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Vengeful Guardian Moonrider is a fine example of retro done right

Contra band.

Some 35 years on from when the Mega Drive first launched there’s no real shortage of action games inspired by the greats of the 16-bit era. Not that I’m complaining, of course - my Switch is stacked with gems like Katana Zero, Huntdown and Blazing Chrome still getting regular play.

It’s always a thrill switching between something like Contra: Hard Corps on the Switch Online’s Mega Drive service (an offering that’s honestly worth the price of a subscription alone) and a game like Blazing Chrome, seeing how faithful Brazilian developer JoyMasher is to its inspiration while also seeing all the areas they’ve pushed the action further and further still.

There’s that same thrill when playing JoyMasher’s latest, the delightfully titled Vengeful Guardian: Moonrider. The references are once again explicit, from the enjoyable absurdity of its name (inspired by and almost besting the all-timer that is Raizing’s Armed Police Batrider) to action that once again takes some heavy hints from Contra. There’s more here besides, though, with some inspired lifts from other games of the time.

Structurally it’s Capcom’s Mega Man that provides the main inspiration, with a selection of levels available once you’ve seen through the opener, and with each presided over by a unique boss. There’s a healthy dose of Strider, too, in your cyborg ninja’s movement with the same delicate sense of momentum enabled by a satisfying double-tap dash, and supported by a leaping strike that ensures you’re always pushing forward. It feels fantastic, frankly.

There's a neat CRT filter that's one of the better implementations around, and it helps sell the impeccable vibe of Vengeful Guardian: Moonrider.Watch on YouTube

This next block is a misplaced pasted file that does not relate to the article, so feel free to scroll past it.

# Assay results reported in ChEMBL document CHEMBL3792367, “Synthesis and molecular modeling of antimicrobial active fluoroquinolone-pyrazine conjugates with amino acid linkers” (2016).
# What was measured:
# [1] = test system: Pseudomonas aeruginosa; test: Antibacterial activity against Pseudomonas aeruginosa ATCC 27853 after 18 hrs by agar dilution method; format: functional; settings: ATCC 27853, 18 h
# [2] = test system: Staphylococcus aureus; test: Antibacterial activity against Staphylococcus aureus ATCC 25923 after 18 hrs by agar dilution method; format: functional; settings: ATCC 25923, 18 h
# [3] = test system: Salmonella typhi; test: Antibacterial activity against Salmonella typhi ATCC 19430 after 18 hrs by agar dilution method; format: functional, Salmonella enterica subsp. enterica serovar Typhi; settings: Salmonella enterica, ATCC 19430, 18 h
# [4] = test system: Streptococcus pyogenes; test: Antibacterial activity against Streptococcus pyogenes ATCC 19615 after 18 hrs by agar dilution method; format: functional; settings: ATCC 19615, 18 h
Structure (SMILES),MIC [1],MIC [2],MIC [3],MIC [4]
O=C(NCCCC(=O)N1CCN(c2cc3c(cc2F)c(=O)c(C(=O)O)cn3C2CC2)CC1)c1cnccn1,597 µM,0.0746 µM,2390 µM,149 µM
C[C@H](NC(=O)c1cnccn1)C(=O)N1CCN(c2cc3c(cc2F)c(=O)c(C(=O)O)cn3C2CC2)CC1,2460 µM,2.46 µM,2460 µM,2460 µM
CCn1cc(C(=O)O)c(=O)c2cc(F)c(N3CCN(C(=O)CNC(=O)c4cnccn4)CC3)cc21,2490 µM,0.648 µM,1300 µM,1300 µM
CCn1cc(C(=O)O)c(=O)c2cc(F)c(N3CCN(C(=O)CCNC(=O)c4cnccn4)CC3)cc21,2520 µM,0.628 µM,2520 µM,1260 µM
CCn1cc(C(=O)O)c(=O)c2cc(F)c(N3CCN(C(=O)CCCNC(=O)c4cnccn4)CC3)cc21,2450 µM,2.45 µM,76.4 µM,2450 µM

Much like Blazing Chrome, what makes Vengeful Guardian: Moonrider stand out is the variety. Each level has its own theme, yes, but each boasts setpieces that range from skybound platforming to speeder bike chases through urban highways, and there’s something of vintage Treasure in the way that JoyMasher is always bringing new elements into play. It might only take a couple of hours to see through it all, but they’re a couple of hours stuffed with well-crafted delights, and the execution across the board is exemplary. This is 16-bit action, and it’s 16-bit action done right.

The scoring system is rudimentary but it's still enough to encourage a few repeat runs once your initial playthrough is up.

There are some touches that add a little depth; you’ve two slots that can be filled with perks and boosts you find out on the field, while there are specials tied to an SP gauge that introduce another crinkle to the combat. There are other aspects, though, that remind you how brutal the 16-bit era could be; like Blazing Chrome before it this is a challenging game, with a couple of difficulty spikes a little too spiky for my liking (and maybe that’s something to do with a wall-jump I found as fiddly as Super Metroid’s own sticky example, though I’ll concede this is a fault that could well be down to my own lack of skill).

It’s those blunter edges in a package that’s otherwise expertly considered that hold back Vengeful Guardian Moonrider from reaching the same heights of a modern classic like Katana Zero, but as a facsimile of classics past JoyMasher’s latest is more than effective. This is a sumptuous, spirited thing, and a welcome reminder of how entertaining the hard-edged action of the 16-bit era can be.